Pastoral Musings from Rain City

it's about 'what is church?' it's about whether 'emergent' is the latest Christian trend or something more substantial. it's musing on what it means to live faithfully...in the city, in America, in community, intergenerationally, at this time in history...

Sunday, October 01, 2006

Eccumenicity – and the color Green


I’m sitting in the midst of the woods as I write, and writing is difficult because I can’t take my eyes of the color green. Perhaps colors green would be more accurate: here the green of the vine maple leaves, there the green of the blue-spruce, or hemlock, or fir, or sword fern, or cedar. Here the green lit by the sun, there the green muted by the shade. . Here the moss on the tree, there the groundcover. Count, if you can, how many shades of green are there; or don’t count. Either way, you know there are hundreds of shades, just among the trees alone, never mind the ground cover.

Rich Mullins sings of how God has provided ‘the color green’ to fill these fields with praise. The stunning, lavish diversity of it all reminds of God’s intention for the global church. I’m impressed by malleability of the gospel. Go to Nepal and see the prayer flags strung in the courtyard of the church building, with men and women sitting on ground opposite sides of the sanctuary. Try South America, with the unabashedly open expressions of emotion that are so characteristic of Latin American peoples. Let’s visit a home Bible study in England where you’ll find people sipping merlot as they consider the implications of Isaiah and God’s kingdom claims on their lives. Few Christians drink wine in Nepal. In England or France it’s almost a given. In Germany? Beer. In Seattle? Coffee. In Southern California? - I’m still trying to figure that out.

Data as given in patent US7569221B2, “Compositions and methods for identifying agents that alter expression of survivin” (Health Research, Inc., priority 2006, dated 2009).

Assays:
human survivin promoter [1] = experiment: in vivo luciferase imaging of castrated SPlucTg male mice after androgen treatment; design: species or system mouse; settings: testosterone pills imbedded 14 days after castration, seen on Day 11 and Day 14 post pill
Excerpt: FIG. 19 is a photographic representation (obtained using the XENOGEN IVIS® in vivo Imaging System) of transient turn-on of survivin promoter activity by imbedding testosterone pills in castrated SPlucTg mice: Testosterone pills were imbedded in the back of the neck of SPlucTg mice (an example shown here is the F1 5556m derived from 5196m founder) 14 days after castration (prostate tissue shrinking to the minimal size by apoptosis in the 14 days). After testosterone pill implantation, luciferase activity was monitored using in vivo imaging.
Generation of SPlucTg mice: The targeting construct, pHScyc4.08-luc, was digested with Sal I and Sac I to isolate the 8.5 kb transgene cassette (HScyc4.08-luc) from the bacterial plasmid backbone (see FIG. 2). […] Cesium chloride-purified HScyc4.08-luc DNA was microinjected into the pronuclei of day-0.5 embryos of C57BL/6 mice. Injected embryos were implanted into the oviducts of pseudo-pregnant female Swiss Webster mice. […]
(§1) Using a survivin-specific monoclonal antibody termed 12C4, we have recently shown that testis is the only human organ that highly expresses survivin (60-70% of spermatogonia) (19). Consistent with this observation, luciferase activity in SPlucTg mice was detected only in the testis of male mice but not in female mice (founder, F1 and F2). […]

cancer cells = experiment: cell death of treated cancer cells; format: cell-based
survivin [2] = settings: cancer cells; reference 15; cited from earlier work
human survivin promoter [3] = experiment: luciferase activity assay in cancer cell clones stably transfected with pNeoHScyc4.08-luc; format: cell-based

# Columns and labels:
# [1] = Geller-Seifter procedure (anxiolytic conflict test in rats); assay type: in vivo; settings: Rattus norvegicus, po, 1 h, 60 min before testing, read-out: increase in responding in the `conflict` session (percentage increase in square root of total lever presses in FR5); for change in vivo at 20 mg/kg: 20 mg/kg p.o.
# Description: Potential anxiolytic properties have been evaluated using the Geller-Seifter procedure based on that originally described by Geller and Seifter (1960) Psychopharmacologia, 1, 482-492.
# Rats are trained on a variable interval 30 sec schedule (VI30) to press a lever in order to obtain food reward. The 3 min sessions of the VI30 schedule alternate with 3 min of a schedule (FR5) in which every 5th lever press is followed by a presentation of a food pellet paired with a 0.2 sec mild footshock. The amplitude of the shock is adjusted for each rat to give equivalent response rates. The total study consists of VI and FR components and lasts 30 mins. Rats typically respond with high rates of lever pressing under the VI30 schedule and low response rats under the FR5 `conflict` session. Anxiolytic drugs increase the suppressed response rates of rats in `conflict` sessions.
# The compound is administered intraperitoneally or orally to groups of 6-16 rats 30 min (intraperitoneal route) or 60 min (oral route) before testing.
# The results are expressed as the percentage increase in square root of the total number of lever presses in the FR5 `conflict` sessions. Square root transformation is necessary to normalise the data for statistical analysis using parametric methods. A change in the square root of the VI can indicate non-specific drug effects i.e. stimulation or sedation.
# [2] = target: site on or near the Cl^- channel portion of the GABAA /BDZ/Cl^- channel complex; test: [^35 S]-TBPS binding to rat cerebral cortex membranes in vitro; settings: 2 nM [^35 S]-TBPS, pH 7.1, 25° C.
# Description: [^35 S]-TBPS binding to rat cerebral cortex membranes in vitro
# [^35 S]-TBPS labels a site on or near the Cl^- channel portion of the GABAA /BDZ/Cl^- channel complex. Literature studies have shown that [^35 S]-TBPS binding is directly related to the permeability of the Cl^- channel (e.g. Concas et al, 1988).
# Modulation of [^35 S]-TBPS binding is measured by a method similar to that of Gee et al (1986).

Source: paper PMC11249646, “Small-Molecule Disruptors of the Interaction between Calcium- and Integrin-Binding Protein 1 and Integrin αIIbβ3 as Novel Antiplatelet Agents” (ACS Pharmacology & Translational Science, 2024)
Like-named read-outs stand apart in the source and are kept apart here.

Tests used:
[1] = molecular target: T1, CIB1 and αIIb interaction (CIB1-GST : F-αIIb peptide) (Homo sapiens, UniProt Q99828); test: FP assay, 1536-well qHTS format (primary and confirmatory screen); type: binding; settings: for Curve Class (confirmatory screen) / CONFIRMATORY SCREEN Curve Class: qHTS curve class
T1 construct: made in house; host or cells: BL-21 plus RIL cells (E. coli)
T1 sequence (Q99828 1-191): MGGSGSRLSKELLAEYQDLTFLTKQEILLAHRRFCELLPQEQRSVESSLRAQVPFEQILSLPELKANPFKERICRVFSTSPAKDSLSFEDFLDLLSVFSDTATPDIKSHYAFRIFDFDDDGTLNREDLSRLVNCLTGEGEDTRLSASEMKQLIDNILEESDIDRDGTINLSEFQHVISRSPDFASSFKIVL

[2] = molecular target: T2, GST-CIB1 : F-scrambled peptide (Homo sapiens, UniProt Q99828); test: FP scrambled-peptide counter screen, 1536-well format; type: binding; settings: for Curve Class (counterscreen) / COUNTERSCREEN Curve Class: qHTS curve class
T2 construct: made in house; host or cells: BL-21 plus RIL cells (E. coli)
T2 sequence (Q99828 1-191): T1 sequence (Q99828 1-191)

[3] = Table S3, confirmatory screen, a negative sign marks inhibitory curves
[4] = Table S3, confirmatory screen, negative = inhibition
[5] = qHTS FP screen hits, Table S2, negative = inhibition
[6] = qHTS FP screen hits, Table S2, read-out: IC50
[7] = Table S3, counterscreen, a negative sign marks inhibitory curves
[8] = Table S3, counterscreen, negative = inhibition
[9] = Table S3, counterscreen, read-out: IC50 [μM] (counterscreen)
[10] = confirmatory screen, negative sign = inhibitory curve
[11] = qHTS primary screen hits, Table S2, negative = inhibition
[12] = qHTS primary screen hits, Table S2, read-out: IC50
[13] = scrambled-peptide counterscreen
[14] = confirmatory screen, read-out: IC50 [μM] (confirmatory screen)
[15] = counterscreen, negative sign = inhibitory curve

High Church. Low Church. Rock Music. Chant. Taize. Smoke machines. Incense. Prayer flags. Prayer beads. Hey – if the Spirit is in it, it’s all the colors green – all tree.

Ecology, it seems, has some important lessons to teach us about church life. Fir trees belong in the soggy Northwest, and Palm trees in the California desert because the convergence of climate and soil have created a culture hospitable to certain trees, but not others. Likewise, the soil of culture (social mores and taboos, economic matters, and even physical geography) become nutrients for some forms of church, but are utterly hostile to others. It’s this capacity of the church to take shape in diverse environments that is one of the reasons for its global appeal. You don’t need to learn Hebrew, build a building with certain size windows, and sing songs at certain times of the day. Instead, the church morphs to fit the culture. Yet, when Christ is still in the midst, it remains the church; just a different shade of green.